A semi-formal code is a popular choice for both daytime and evening weddings. Offering a happy medium between black tie and casual, this dress code is fairly easy to accommodate because it offers you a wide range of wardrobe choices.
A cocktail dress, garden party dress, a dress and jacket ensemble or a fancy skirt and blouse are all on the table for this style of wedding. If you prefer pants, a jumpsuit or a fancy pantsuit are also appropriate.
If you choose to wear light champagne, it should be an accent or background color to ensure you don’t match the bride. This dress, perfect for an evening wedding, has a light champagne background, but the print is what everyone will focus on. You can also opt for a darker champagne dress like this, because most brides stick to light neutrals for their wedding gowns.
Dressy casual weddings
Another popular dress code, this style is reserved for daytime weddings. If you’re attending a dressy casual event, a garden party dress, a semi-casual dress or a skirt and top ensemble are perfect as are jumpsuits or pantsuits for ladies who prefer not to wear a dress or skirt.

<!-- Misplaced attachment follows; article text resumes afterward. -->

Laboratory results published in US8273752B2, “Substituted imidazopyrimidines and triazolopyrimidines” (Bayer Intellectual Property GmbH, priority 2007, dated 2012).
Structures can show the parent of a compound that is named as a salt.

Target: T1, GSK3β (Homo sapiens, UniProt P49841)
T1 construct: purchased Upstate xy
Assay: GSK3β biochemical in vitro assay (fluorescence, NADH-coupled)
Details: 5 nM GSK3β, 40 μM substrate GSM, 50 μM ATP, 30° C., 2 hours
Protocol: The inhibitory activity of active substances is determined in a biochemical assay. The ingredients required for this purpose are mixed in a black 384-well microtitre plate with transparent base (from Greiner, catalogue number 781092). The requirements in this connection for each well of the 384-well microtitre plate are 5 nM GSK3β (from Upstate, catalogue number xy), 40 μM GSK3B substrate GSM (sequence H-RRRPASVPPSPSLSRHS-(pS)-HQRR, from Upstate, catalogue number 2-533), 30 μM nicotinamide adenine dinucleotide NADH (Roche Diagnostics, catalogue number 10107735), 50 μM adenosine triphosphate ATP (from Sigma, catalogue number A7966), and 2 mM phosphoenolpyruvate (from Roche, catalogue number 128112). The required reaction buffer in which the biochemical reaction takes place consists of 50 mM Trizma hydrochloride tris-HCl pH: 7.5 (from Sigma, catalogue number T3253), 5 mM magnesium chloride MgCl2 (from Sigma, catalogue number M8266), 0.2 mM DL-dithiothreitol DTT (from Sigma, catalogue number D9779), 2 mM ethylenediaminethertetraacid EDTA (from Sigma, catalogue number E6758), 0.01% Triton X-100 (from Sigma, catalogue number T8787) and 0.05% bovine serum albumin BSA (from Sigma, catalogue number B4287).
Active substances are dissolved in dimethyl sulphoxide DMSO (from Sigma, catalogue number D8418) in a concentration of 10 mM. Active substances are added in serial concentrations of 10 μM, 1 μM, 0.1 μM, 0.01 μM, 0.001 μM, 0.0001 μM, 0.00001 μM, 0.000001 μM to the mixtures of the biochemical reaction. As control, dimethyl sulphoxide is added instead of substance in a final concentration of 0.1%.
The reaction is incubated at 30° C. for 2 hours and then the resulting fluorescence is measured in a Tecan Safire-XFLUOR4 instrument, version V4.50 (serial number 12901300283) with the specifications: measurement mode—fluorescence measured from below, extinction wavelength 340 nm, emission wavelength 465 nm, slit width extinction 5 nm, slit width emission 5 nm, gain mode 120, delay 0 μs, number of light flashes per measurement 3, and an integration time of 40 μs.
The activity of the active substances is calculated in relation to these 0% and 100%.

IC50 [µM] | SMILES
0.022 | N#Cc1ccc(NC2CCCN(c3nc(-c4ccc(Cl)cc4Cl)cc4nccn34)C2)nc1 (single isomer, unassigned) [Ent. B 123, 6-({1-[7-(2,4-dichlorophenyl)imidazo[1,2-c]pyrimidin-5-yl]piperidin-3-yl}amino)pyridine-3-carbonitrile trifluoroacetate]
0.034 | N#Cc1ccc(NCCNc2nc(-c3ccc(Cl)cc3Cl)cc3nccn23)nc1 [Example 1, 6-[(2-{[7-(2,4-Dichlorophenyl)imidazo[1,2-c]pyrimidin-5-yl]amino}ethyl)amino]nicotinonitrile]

While any dress you do choose is very unlikely to look like a wedding dress at this level of casualness, we still advise against a solid light pink champagne dress like this one in favor of a darker champagne or a patterned dress like this.
Casual weddings are less frequent and are typically reserved for very informal settings like the beach or a backyard wedding. A sundress, a maxi dress, a skirt and top or a jumpsuit all work for a casual wedding. Just remember that casual does not mean denim, shorts or flip flops are OK. It’s still important to show respect for the bridal couple by looking casually elegant.
You should also keep in mind that the bride may not be wearing a traditional wedding dress. A casual wedding may mean she’ll opt for a pale, lace maxi dress like this or a shorter boho dress with soft, floaty layers. To avoid accidentally looking like the bride, choose a darker champagne or a light champagne print dress.
What to Wear When No Dress Code is Stated
While having knowledge about dress codes is always handy to have, it won’t help you if your invite arrives without a dress code request.
If your invitation offers no clues on what you should wear, a knee-length cocktail dress is almost always a safe bet. But what if you show up in a cocktail dress to find everyone else wearing sundresses or evening gowns?